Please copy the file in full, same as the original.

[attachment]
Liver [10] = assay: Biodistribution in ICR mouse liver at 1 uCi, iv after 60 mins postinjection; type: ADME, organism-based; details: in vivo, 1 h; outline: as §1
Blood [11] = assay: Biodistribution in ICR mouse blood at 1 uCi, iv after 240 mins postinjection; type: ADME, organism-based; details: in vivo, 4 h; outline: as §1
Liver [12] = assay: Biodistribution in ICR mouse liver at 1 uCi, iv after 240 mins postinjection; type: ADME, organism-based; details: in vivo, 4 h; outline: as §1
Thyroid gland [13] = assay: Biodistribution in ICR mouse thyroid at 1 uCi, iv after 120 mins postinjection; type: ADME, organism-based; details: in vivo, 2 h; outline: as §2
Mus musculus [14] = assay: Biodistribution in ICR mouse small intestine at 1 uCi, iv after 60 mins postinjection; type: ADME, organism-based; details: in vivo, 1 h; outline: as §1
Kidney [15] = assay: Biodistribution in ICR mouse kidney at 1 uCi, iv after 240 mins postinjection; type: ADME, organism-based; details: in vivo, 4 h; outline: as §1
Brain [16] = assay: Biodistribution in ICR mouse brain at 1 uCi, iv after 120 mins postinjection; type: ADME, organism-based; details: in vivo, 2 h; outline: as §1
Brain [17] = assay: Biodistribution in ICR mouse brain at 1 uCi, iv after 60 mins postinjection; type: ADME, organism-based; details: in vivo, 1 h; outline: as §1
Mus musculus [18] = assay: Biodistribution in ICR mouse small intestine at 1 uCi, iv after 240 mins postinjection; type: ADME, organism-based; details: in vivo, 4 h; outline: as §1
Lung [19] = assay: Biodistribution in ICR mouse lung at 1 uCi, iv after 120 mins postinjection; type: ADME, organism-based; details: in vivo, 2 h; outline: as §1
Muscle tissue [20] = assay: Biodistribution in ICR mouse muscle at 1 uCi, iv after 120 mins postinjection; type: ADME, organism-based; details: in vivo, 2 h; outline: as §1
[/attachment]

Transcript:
Liver [10] = assay: Biodistribution in ICR mouse liver at 1 uCi, iv after 60 mins postinjection; type: ADME, organism-based; details: in vivo, 1 h; outline: as §1
Blood [11] = assay: Biodistribution in ICR mouse blood at 1 uCi, iv after 240 mins postinjection; type: ADME, organism-based; details: in vivo, 4 h; outline: as §1
Liver [12] = assay: Biodistribution in ICR mouse liver at 1 uCi, iv after 240 mins postinjection; type: ADME, organism-based; details: in vivo, 4 h; outline: as §1
Thyroid gland [13] = assay: Biodistribution in ICR mouse thyroid at 1 uCi, iv after 120 mins postinjection; type: ADME, organism-based; details: in vivo, 2 h; outline: as §2
Mus musculus [14] = assay: Biodistribution in ICR mouse small intestine at 1 uCi, iv after 60 mins postinjection; type: ADME, organism-based; details: in vivo, 1 h; outline: as §1
Kidney [15] = assay: Biodistribution in ICR mouse kidney at 1 uCi, iv after 240 mins postinjection; type: ADME, organism-based; details: in vivo, 4 h; outline: as §1
Brain [16] = assay: Biodistribution in ICR mouse brain at 1 uCi, iv after 120 mins postinjection; type: ADME, organism-based; details: in vivo, 2 h; outline: as §1
Brain [17] = assay: Biodistribution in ICR mouse brain at 1 uCi, iv after 60 mins postinjection; type: ADME, organism-based; details: in vivo, 1 h; outline: as §1
Mus musculus [18] = assay: Biodistribution in ICR mouse small intestine at 1 uCi, iv after 240 mins postinjection; type: ADME, organism-based; details: in vivo, 4 h; outline: as §1
Lung [19] = assay: Biodistribution in ICR mouse lung at 1 uCi, iv after 120 mins postinjection; type: ADME, organism-based; details: in vivo, 2 h; outline: as §1
Muscle tissue [20] = assay: Biodistribution in ICR mouse muscle at 1 uCi, iv after 120 mins postinjection; type: ADME, organism-based; details: in vivo, 2 h; outline: as §1